Here’s a Catholic trivia question: What’s the Pope’s church?  If you answered, like most people, “St. Peter’s at the Vatican” – you’re incorrect.  The Pope’s church – the cathedral for the Diocese of Rome, Italy – is St. John Lateran.  But because it is the Pope’s church, St. John Lateran is officially the “mother church”.  It is known as the mother and head of all churches of Rome and the world!

Urbi et orbi

In Latin: "The sacred Lateran, mother and the head of all churches of the city and the world" SOURCE: St. John Lateran (Rome, Italy), photographed by the author on March 5, 2000.

A basilica has stood on this site since the 4th century.  The current façade dates from the 18th century, but much of the interior is from 1646.  Beneath the high altar is a small table which tradition holds was used by St. Peter to celebrate Mass.  The basilica has withstood fire, earthquakes, and wars – and even two attacks by the Vandals.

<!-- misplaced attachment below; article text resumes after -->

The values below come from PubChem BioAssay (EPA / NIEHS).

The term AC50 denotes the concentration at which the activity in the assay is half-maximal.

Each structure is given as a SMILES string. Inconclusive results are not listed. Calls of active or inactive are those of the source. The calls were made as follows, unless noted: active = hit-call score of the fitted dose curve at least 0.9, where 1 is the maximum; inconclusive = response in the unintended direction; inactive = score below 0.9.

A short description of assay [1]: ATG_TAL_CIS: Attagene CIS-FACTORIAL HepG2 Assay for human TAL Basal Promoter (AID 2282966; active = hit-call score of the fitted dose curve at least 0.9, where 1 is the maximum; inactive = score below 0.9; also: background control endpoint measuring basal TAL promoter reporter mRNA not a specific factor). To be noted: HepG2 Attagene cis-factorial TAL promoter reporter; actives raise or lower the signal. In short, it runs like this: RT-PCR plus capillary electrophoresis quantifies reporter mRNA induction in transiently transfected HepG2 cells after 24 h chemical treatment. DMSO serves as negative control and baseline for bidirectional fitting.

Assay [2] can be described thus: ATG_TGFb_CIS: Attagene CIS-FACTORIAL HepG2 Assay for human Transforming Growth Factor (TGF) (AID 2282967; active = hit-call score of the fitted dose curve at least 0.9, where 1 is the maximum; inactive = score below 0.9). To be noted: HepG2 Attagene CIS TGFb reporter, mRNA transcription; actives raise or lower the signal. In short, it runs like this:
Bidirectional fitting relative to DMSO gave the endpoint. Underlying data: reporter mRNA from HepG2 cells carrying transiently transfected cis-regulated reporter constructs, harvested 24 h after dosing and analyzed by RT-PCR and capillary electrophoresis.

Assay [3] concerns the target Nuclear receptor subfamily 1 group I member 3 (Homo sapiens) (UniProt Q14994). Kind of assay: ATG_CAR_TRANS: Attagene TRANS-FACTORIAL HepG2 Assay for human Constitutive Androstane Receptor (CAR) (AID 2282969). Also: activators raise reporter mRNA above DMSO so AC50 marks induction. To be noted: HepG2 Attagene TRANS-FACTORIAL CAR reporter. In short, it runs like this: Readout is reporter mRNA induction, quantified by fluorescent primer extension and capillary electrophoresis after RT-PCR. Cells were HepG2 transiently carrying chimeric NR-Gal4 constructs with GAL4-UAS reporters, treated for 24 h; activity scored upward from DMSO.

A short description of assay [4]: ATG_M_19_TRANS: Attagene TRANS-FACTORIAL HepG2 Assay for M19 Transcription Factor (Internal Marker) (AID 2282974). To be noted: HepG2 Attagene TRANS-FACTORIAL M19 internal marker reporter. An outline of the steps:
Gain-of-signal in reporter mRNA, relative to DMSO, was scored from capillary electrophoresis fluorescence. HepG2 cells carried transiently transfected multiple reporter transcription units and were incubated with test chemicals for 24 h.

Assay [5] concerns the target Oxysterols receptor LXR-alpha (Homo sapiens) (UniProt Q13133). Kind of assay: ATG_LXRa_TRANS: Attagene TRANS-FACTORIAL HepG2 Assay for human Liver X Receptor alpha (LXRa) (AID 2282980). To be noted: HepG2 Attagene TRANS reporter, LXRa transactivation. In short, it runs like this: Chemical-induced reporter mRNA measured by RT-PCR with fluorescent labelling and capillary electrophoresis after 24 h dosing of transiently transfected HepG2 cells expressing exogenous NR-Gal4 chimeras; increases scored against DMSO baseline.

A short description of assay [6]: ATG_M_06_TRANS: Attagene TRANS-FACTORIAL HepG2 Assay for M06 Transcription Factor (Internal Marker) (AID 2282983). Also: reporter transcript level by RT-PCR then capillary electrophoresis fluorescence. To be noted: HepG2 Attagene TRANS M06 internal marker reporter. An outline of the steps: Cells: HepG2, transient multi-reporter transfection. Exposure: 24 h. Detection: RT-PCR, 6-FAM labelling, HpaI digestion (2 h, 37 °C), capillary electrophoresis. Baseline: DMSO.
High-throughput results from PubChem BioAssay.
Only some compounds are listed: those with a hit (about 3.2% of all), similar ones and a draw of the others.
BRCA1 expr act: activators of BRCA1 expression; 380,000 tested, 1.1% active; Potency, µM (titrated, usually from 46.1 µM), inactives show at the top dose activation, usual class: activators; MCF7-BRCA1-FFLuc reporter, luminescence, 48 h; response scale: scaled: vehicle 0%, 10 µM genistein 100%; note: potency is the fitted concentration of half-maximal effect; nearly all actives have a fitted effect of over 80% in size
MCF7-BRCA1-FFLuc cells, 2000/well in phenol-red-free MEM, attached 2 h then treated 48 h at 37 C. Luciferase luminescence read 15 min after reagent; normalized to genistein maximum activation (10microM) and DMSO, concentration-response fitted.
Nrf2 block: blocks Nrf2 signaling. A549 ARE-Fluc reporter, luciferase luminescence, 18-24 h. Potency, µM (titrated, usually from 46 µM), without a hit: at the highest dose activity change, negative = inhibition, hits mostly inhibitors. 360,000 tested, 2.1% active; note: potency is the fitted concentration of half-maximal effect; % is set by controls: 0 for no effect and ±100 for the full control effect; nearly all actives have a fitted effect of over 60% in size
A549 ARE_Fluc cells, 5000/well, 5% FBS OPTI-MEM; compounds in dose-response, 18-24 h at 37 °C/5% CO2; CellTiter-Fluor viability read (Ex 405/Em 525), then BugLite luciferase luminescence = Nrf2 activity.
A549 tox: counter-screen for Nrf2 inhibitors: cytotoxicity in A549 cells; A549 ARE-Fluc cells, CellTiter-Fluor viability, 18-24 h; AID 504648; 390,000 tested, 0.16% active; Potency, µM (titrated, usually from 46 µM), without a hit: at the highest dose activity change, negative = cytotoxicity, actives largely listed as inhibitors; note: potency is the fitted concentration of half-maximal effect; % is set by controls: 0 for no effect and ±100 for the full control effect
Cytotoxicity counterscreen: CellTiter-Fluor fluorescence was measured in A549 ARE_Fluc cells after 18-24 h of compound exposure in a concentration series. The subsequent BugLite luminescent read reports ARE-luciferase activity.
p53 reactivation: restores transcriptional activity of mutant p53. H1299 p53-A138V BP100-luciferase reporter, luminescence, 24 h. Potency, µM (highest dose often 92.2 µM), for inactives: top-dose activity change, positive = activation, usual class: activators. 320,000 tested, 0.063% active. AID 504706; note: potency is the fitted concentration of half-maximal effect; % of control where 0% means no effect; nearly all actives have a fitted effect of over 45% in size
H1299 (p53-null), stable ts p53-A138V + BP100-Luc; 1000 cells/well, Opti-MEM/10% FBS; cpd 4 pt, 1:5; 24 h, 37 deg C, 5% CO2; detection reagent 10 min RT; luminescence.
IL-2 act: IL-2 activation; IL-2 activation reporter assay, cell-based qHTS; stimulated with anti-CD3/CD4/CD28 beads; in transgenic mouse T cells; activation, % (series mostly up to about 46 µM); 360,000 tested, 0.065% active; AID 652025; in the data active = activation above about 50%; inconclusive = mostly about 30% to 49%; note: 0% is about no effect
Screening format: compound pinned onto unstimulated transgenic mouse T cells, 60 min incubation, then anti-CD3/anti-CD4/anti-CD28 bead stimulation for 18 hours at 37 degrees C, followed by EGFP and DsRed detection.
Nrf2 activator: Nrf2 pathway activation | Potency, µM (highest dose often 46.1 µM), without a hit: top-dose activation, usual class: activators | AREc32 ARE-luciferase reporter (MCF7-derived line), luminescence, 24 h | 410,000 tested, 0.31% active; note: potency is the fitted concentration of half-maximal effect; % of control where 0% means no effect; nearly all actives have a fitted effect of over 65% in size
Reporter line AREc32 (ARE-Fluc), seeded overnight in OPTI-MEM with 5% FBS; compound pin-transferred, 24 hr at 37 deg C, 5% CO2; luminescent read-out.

Canopy over the papal altar. SOURCE: St. John Lateran (Rome, Italy) photographed by the author on March 5, 2000.

Today, November 9th, the Roman Catholic Church everywhere celebrates the Feast of the Dedication of St. John Lateran.  Normally a dedication of a church is celebrated and remembered by its parishoners.  In the case of St. John Lateran, we as Catholics are all parishoners whether we’ve been to visit or not.  Today’s feast is our universal celebration of our mother church!

Lateran exterior

The author and friends outside of St. John Lateran. SOURCE: St. John Lateran (Rome, Italy) photographed by the author's friend on March 5, 2000.